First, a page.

June 17, 2021

Yoani Sánchez, the voice of ethical journalism | Society

Language and ethics are the main cement that must unite all the elements of good journalism. Of the two, the Cuban journalist Yoani Sánchez affirms that the second is more difficult to achieve because it is born from personal commitment to objectivity and truth. "Ethics in the press begins by being honored in the management of the informative raw material, conscientious in the verification of data and attached to the reality of what we are telling," said the founder of the digital newspaper on Tuesday. 14ymedia during the award ceremony of the 32nd promotion of the master's degree in the UAM-EL PAÍS School of Journalism, and the inauguration of the 34th course, which was attended by the Minister of Education, Isabel Celaá. The 33rd promotion currently develops practices in different media of the PRISA Group.

Journalism knocked on Sanchez's door and had no way to block his way. With the launch of the Generation Y blog in 2007, his life took a turn. These were the times when the trade seemed to have lost the compass, driven by digital technologies and social networks. "Many bet that the new journalism would have to be faster and more immediate, with greater integration of audiovisual elements, more interactive and democratic," said the journalist to remember that in the middle of the technological maze the central point of any work was underestimated Informative: the story. "In the end we are storytellers. Our field is not fiction, as in the case of novelists, because we tell real stories, which happened a few minutes or several decades ago."

Facing a task with these characteristics in a country like Cuba was not easy. The journalist recalled that in authoritarian societies information is still seen as treason and in that environment the press has only two positions: applaud power or be condemned to exist in illegality and harassment. For Sánchez, information ethics does not yield to pressures or self-censorship. "In regimes allergic to information freedom, the reporter becomes a truth activist," said the journalist, who has found that there is no more effective factory to fake news and post-truth that populism, or laboratory from which more elaborate bulls come out than from an authoritarian regime. "Hence the exercise of ethical and quality journalism is of vital importance in the current times," he said before stating that the job of informing is now "in the spotlight of too many powers."

Sanchez has lamented that in countries like Honduras or Mexico a report can cost the life of its author, while in States like Cuba "the ruling party swears that journalists do not kill on the island, although the truth is that they have killed us journalism by force of threats, arbitrary arrests, confiscations of work supplies and pressures to go into exile. "

He Director of the UAM-EL PAÍS School of Journalism, Álex Grijelmo, Sanchez has been referred to as a "fighter for freedom of information" and stressed that despite the pressures and inconveniences, the Cuban journalist decided to stay on the island, exercise journalism there and "have the courage not to conform." Grijelmo has said that violating the laws of journalism is the opposite of journalism, has claimed professionals responsibility, social commitment and ethical sense and has maintained that respect for professional ethics makes journalists reliable. "A journalist can reach the highest intellectual and human height, but also fall into the greatest weaknesses. In those shameful cases we can defend ourselves well, and proclaim that the latter is not journalism."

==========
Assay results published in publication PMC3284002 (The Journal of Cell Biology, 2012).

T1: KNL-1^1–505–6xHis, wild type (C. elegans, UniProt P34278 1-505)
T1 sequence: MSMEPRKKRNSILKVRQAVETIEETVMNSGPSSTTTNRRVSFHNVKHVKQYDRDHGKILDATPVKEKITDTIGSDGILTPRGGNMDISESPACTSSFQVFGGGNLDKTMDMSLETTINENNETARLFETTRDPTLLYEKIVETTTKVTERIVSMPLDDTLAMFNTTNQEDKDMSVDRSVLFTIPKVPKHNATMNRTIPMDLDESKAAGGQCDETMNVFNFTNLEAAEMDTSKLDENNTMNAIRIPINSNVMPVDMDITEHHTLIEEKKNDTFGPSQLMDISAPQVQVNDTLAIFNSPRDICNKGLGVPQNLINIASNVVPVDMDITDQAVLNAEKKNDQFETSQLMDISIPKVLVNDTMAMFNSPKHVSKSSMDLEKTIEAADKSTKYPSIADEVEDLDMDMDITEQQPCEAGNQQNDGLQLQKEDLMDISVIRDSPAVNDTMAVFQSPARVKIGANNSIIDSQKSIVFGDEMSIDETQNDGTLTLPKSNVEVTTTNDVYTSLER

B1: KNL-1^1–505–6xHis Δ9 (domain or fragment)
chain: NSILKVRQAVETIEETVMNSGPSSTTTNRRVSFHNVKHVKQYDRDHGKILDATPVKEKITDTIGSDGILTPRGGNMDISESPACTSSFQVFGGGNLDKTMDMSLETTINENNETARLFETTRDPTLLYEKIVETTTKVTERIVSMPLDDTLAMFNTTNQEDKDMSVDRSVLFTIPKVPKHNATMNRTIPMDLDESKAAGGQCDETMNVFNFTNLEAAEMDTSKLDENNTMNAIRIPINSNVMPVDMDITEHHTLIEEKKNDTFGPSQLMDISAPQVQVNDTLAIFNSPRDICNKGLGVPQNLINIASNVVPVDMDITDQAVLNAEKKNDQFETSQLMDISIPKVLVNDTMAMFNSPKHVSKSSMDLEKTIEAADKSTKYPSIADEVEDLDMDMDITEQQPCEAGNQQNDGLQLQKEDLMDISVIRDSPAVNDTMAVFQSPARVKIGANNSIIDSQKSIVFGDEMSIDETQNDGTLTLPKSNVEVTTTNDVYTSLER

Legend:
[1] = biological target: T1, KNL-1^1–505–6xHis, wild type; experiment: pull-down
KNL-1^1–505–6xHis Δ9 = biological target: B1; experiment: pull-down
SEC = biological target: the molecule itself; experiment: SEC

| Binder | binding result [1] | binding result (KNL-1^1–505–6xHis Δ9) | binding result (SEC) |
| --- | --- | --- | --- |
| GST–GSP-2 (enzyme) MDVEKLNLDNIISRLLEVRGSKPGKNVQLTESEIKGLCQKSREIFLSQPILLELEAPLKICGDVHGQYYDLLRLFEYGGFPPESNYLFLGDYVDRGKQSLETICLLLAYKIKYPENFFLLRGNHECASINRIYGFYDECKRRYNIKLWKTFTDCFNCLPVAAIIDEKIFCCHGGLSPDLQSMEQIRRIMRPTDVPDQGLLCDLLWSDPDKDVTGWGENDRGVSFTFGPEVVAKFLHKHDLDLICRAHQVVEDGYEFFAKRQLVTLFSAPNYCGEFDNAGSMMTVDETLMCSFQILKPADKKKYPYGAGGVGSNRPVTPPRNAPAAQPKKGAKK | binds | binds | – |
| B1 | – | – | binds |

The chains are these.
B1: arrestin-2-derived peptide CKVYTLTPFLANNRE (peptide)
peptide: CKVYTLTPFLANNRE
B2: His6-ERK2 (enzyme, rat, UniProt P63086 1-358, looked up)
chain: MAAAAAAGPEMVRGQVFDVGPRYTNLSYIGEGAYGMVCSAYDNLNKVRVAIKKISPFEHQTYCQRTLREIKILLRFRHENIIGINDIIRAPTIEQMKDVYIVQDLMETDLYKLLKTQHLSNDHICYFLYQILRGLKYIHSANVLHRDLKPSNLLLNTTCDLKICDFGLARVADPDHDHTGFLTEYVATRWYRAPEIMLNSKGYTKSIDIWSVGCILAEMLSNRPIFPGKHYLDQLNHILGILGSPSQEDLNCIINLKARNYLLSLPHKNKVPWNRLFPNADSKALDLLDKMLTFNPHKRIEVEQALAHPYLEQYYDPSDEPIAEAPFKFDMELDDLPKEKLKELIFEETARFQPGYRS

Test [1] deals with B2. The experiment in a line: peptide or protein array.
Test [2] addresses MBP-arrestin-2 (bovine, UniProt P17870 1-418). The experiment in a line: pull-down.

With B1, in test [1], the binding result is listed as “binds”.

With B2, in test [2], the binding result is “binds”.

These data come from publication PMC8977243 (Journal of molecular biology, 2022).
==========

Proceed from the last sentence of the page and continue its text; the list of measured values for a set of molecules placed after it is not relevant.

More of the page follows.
The Minister of Education He has reflected on the relations between the media and politicians and their role in a democracy. After assuring that it is a mistake to make politics according to the media, he has argued that there must be a "healthy distrust" between the press and politics. For Celaá, press freedom is the true democratic nature of a country. "Politicians and journalists work for the same people: citizens" and "democracy and citizens need quality journalism," he stressed.

Celaá has insisted that politics and the press have "different rules of the game. Different rhythms, and although they need each other, they should not be identified. They should not be confused. And yet, sometimes -the worst-, they can overlap. They do so when a politician confuses his project with a sum of actions adapted to the short term of a press in need of daily impact measures. Or when a media outlet accritically serves the interests of a part of the social body ".

The academic act was attended by the honorary president of the PRISA Group, Ignacio Polanco, and the rector of the Autonomous University of Madrid, Rafael Garesse, who has highlighted the great capacity of both teachers and journalists to influence society. Especially, at a time when the scientific and technological revolution is marking the future.

During their more than three decades of life, 1,255 students have graduated from the UAM-EL PAÍS School of Journalism. Grijelmo explained that some of them direct the media, are in charge of information services, work in radio stations, television networks and printed or digital newspapers throughout the Hispanic area. The academic institution has the strong support of the Autonomous University of Madrid and the PRISA Group, editor of EL PAÍS, and with the help of Bankia, the BBVA Foundation, the Carolina Foundation and Iberia.


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